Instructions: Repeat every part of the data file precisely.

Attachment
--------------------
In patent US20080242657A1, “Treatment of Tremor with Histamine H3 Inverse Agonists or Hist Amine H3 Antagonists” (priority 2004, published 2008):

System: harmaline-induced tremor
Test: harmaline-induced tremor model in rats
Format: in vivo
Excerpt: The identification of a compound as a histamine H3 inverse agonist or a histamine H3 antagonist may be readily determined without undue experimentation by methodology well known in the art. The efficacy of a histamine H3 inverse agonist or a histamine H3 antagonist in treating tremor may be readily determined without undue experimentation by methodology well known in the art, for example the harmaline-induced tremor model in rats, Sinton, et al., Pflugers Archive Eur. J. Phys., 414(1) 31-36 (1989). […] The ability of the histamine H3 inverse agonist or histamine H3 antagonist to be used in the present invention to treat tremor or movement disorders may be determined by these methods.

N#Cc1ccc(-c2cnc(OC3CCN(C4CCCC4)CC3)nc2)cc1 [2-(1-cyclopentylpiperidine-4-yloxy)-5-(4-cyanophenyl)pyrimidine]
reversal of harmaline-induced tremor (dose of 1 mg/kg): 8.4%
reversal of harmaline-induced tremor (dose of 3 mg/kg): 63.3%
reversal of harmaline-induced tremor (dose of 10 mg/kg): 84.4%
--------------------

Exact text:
In patent US20080242657A1, “Treatment of Tremor with Histamine H3 Inverse Agonists or Hist Amine H3 Antagonists” (priority 2004, published 2008):

System: harmaline-induced tremor
Test: harmaline-induced tremor model in rats
Format: in vivo
Excerpt: The identification of a compound as a histamine H3 inverse agonist or a histamine H3 antagonist may be readily determined without undue experimentation by methodology well known in the art. The efficacy of a histamine H3 inverse agonist or a histamine H3 antagonist in treating tremor may be readily determined without undue experimentation by methodology well known in the art, for example the harmaline-induced tremor model in rats, Sinton, et al., Pflugers Archive Eur. J. Phys., 414(1) 31-36 (1989). […] The ability of the histamine H3 inverse agonist or histamine H3 antagonist to be used in the present invention to treat tremor or movement disorders may be determined by these methods.

N#Cc1ccc(-c2cnc(OC3CCN(C4CCCC4)CC3)nc2)cc1 [2-(1-cyclopentylpiperidine-4-yloxy)-5-(4-cyanophenyl)pyrimidine]
reversal of harmaline-induced tremor (dose of 1 mg/kg): 8.4%
reversal of harmaline-induced tremor (dose of 3 mg/kg): 63.3%
reversal of harmaline-induced tremor (dose of 10 mg/kg): 84.4%